Every move you make could be stored on a PLR
Posted 9/7/2004 8:51 PM; Updated 9/8/2004 12:03 AM
SAN JOSE, Calif. — Over the years, a number of tech prognosticators
have said that someday many of us will own a device that might be
called a personal life recorder, or PLR.
[Photo: Stuart Parkin helped invent MRAM, magnetic random access
memory. Source: IBM]
Maybe a PLR would look like a tie clip or a brooch. It would have a
tiny microphone and camera lens and would record everything that
happens to you all day long — every conversation, every play you make
in softball, every rant about Middle East oil dependence that you
launch into each time you pass a Hummer. It would be like MTV's Real
World, but with a lot less sex.
The key to such a device would be an implausible amount of data storage
that would use practically no power and could fit into a package the
size of a single Advil.
To me, that seemed like goofy science fiction — until I sat across from
Stuart Parkin at IBM's Almaden labs as he described something called
MRAM, or magnetic random access memory. Parkin helped invent it.
MRAM could make personal life recorders pragmatic within a decade,
Parkin tells me. More than that, it's going to change your
technological life. This stuff is going to make today's data storage
seem as quaint as wooden tennis rackets.
An MRAM iPod wouldn't just hold all the music you own — it might be
able to hold all the music ever recorded. Though if I were you I'd
leave out the Christopher Cross catalog.
MRAM is just creeping out of labs and into commercial production. IBM,
Cypress Semiconductor and Freescale — Motorola's spun-off chip division
— are all working on it. Over the next five to seven years, MRAM is
supposed to make it possible to store 400 times more data in the same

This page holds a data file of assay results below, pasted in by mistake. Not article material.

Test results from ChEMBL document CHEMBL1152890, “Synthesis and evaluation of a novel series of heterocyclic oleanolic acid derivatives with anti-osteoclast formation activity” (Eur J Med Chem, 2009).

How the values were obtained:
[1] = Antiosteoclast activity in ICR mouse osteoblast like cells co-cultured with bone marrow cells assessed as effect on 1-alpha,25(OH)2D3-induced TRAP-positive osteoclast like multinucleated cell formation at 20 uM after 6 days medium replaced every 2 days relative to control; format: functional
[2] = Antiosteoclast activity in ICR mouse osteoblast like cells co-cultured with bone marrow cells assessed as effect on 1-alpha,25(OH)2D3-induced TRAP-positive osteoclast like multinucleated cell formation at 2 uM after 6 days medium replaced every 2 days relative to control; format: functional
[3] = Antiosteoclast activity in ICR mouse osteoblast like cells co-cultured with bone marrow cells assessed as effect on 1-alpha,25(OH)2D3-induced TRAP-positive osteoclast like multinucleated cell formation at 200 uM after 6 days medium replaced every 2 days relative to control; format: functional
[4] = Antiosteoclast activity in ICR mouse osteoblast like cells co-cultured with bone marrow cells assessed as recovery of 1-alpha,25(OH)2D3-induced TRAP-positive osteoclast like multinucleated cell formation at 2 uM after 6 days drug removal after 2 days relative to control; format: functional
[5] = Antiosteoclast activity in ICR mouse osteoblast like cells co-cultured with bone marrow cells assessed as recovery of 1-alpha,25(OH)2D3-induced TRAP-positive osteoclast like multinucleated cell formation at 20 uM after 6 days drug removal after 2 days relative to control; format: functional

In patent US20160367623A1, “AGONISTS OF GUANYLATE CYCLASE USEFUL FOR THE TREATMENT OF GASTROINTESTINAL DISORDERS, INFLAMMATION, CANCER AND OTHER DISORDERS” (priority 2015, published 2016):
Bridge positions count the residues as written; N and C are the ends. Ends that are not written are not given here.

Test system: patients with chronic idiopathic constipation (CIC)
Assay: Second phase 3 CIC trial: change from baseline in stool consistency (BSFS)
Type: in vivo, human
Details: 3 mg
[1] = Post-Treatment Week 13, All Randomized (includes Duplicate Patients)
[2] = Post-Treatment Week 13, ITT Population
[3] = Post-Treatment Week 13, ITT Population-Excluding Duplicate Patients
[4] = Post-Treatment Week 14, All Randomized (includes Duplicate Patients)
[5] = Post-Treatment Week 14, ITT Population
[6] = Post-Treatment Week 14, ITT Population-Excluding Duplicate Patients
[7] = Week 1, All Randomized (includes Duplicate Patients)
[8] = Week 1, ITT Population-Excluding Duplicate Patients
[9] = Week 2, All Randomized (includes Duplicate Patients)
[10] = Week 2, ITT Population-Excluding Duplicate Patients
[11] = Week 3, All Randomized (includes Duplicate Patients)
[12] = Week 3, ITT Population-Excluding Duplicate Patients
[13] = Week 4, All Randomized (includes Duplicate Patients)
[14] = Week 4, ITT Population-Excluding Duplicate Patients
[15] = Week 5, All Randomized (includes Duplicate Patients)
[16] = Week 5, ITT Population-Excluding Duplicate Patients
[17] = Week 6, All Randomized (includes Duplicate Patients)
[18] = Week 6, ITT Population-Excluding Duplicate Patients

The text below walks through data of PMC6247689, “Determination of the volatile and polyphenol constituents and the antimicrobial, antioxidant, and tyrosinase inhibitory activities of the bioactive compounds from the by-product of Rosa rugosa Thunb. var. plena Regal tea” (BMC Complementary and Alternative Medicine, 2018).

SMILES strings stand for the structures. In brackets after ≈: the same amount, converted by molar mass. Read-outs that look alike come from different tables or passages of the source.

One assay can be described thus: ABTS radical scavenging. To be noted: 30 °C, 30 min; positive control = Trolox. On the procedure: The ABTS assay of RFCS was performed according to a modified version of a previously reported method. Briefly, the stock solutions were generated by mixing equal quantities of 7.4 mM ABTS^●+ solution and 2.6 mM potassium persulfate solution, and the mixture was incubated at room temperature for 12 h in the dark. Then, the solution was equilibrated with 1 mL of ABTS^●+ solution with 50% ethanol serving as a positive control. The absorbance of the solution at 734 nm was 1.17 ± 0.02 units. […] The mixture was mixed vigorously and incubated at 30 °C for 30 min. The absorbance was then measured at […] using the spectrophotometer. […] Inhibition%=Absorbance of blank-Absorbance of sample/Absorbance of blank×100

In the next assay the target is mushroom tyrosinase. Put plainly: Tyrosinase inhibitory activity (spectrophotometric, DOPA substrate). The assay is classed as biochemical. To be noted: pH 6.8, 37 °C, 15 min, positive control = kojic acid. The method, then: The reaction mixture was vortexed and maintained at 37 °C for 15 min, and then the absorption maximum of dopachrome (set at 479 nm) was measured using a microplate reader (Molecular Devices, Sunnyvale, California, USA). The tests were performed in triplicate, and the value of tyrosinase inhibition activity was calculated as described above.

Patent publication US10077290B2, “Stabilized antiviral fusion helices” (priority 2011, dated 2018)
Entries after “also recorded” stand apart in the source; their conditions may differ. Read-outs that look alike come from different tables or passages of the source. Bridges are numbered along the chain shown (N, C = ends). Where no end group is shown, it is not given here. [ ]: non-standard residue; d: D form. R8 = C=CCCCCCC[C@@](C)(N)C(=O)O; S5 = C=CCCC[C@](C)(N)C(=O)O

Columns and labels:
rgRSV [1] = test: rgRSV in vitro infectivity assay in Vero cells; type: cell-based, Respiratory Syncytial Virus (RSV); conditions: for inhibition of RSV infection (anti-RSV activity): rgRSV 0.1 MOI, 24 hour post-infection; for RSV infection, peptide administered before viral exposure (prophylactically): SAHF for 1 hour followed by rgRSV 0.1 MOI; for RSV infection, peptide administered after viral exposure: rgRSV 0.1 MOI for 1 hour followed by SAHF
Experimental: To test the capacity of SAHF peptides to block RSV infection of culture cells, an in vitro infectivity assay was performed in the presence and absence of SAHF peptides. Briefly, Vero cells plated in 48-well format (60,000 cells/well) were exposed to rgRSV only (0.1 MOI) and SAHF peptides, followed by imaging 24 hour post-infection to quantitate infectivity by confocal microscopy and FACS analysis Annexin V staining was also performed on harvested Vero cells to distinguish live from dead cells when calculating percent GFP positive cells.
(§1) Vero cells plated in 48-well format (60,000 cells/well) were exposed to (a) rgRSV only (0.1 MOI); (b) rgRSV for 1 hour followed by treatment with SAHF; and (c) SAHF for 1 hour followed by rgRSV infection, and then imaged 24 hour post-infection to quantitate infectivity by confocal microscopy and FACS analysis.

space as today's smallest, densest hard drives.
It combines the best attributes of every kind of storage — DRAM, SRAM,
flash memory, hard drives — and eventually might replace them all,
MRAM would use radically less power than any hard drive and could be
accessed instantly: No booting up or waiting for something to load,
because whole programs plus data would be essentially stored in local
memory. Laptops could go 18 hours on a conventional battery. Windows
would boot up in a second instead of in the time it takes to go on a
bass fishing trip to Alberta.
On Monday in Japan, Samsung unveiled the first cell phone containing a
hard drive: a 1.5 gigabyte disk 1 inch in diameter. It can store 350
MP3 songs. Before long, an MRAM phone might store 35,000 songs plus a
couple of movies.
If you want to know how the technology works, better get a degree in
quantum physics. It's based on breakthroughs in the ability to control
and read the spin of electrons — an area of research IBM has labeled
To explain this, Parkin, a hyper-kinetic quintessential scientist type,
dives into stuff about giant magnetoresistive heads and spin value
detectors. But I understand this about as well as I'd understand a
Hawaiian-language hula song.
Still, by all accounts MRAM seems to be very real.